It is undoubtedly true that we all have an idea of what leadership is. It is one of those concepts we feel we'll recognise when we see it or experience it.

Take a moment. Ask yourself whom do I think of as a leader? What pops into your mind?

When I ask this question in training courses, people tend to list historical leaders such as monarchs, generals, and politicians: someone at the front of a battalion or the top of a government hierarchy. Interestingly they rarely mention business leaders although they impact us all directly in our daily working lives.

Our current default concept of leadership is, in many ways, old fashioned. However, we are the product of both our psychology and society. From the days of our cave dwelling ancestors we have been socialised to respect authority and strong leadership. The question we need to answer now is "what does leadership mean in the modern digitally enabled world?"

There is no one answer           

Thankfully we live in a more complex society than the cavemen. In his Harvard Extension School article, The Paradox of Leadership, Michael Shinagel points out not only "that leadership clearly is a crucial and abiding topic of interest to countless women and men in society" and that there are many styles of leadership which are appropriate in different situations.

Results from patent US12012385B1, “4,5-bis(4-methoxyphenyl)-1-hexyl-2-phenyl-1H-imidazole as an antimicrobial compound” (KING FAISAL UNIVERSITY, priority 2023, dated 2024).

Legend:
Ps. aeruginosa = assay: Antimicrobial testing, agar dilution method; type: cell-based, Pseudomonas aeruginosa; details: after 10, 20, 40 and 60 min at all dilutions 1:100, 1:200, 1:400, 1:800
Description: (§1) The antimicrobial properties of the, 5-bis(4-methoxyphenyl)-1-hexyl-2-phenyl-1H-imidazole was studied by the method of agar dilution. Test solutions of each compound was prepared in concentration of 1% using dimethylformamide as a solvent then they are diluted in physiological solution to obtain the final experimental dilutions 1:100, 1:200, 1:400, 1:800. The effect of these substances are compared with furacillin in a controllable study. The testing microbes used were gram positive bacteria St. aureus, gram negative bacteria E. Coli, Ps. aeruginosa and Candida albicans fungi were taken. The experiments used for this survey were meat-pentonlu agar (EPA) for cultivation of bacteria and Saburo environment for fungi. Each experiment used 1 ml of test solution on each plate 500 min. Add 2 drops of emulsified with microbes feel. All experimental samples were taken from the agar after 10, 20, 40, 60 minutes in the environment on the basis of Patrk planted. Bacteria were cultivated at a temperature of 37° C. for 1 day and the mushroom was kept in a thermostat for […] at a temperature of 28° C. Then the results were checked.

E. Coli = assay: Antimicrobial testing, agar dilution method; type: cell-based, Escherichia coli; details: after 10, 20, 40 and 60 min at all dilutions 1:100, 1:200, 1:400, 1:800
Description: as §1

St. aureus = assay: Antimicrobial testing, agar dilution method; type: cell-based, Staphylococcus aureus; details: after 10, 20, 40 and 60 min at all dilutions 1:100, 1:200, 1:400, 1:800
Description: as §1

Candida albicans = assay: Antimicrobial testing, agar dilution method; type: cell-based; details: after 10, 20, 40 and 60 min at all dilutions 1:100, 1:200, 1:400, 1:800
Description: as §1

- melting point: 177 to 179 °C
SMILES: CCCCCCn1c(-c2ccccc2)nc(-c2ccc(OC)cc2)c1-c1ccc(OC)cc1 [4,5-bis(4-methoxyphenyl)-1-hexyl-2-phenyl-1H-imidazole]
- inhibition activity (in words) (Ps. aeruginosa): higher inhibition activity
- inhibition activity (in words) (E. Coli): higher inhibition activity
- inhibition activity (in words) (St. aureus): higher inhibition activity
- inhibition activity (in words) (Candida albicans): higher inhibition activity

From personal experience I would say that in an emergency I want command and control. Tell me what to do and I'll follow orders. In my working life I want to have responsibility delegated and to feel I can make a genuine and unique contribution. In a volunteer organisation I may lead though indirect influence.

Taking on board the idea of variety in leadership, we can also say that in business there is a trend away from multi-layered hierarchy, that leadership now requires greater trust and a different communication style.

Away from hierarchy

  • The radical approach

            Ricardo Semler developed a revolutionary leadership style at Semco. Living in Brazil he inherited the leadership of his family engineering business. He took it from small and local to international success though evolving workplace democracy and radically transforming the organisational culture. He has gone further than most leaders in expecting co-workers to take responsibility and to operate a model of shared leadership. You can read more in his bestselling book Maverick. This is an extreme example but it highlights the trend.